It's not as if Philadelphians have ever needed an excuse to drink on the first day of a new year. But if you're in the market for fresh inspiration, Jan. 1 is National Bloody Mary Day.
As arbitrary as these silly, food-specific "holidays" may be - most seem to originate with the site Foodimentary.com, whose founder pushes a date-based edible agenda - this is one that deserves sincere celebration. What an excellent opportunity to take the local temperature of this divisive cocktail.
Source of strong sips and stronger opinions, the Bloody Mary is a spirited debate in a glass, a purported hangover zapper that inspires both hatred and early-a.m. hedonism. But those who love them love them hard, a level of dedication matched by the professionals meticulously crafting them on the opposite side of the bar.
Of all the people I know who despise the Bloody Mary - at its essence, just tomato juice, seasonings, vodka, and all manner of picky-snacky garnishes - Brian Hickey is probably the most vocal. My former coworker, currently a journalist with PhillyVoice, never misses an opportunity to speak on the issue when it arises.
"Tomato juice is, in and of itself, a travesty," he told me. "The texture of a tomato is not meant to be swilled. I look at a Bloody Mary and my stomach turns."
While it's true that the spice-infused nectar from a batch of squeezed-to-death San Marzanos is not the first thing I crave when it comes to bolstering my constitution, there's a serious alchemy to Bloody Mary craftsmanship that Hickey is skimming over here. This attention to detail dates all the way back to the cocktail's origins - a topic of serious debate, just the way we like it.
The Bloody Mary is commonly attributed to bartender Fernand Petiot, who's said to have invented the drink in the early 1920s while behind the stick at Harry's New York Bar, the famous Parisian expatriate haunt frequented by the likes of Hayworth and Hemingway.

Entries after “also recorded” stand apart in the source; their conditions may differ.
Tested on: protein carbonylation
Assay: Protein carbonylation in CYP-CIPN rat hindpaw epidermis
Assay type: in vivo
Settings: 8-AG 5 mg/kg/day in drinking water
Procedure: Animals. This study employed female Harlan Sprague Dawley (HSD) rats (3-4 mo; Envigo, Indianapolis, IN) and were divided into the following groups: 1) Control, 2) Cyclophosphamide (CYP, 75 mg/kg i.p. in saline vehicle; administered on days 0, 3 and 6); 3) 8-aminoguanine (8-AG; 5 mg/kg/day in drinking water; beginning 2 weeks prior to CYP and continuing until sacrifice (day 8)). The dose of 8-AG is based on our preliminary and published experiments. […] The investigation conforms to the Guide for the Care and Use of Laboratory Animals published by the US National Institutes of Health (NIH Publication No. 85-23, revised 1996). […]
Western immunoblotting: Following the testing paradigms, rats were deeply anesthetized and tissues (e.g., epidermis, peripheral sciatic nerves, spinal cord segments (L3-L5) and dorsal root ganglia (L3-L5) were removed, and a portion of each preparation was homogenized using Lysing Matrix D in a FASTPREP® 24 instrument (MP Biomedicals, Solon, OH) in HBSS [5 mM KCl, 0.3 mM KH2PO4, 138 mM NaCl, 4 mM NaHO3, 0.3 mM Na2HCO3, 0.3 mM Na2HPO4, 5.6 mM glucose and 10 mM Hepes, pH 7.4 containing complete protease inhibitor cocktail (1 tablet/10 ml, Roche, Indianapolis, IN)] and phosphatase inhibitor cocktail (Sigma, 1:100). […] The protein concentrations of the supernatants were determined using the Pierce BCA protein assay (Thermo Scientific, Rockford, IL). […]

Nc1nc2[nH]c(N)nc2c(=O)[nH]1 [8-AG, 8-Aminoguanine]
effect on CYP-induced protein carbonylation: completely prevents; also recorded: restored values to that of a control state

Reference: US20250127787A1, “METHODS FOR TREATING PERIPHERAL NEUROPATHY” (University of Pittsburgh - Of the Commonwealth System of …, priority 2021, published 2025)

Its namesake? Henry VIII's infamously violent offspring, Mary I of England - or a waitress from Chicago, depending on who's telling the tale.
The Cartwright to Petiot's Doubleday is American comic George Jessel, who took public credit for its invention, though it's more likely he simply served as its enthusiastic advocate. Jessel's history comes with the paper trail Petiot lacks: The Oxford Encyclopedia of Food and Drink in America traces newspaper mentions of the performer and his choice cocktail back to 1939, seven years before the first real recipe for it hit print.
That recipe, from Lucius Beebe's The Stork Club Bar Book, has the Mary being made with nothing more than vodka, tomato, bitters, and lemon - a highly simplified take, when you consider how elaborate modern Bloody makers have gotten.
For a real no-fuss Bloody, head to Ray's Happy Birthday Bar (1200 E. Passyunk Ave.). The South Philly institution, open since 1938, indulges early-morning Mary requests with zero frills - rocks, vodka, mix out of a repurposed plastic juice bottle, wedge of lemon. ("I could drink these all day . . . but then it would be a short day," proclaimed my Bloody-obsessed friend Jesse Cornell, a bartender at the nearby Neuf.)
Len Wood, the GM of the Loft District bar/restaurant Brick and Mortar (315 N. 12th St.), works the total opposite side of the Bloody spectrum. After being continually disappointed by renditions he'd try while out to brunch, the longtime bartender developed his own method.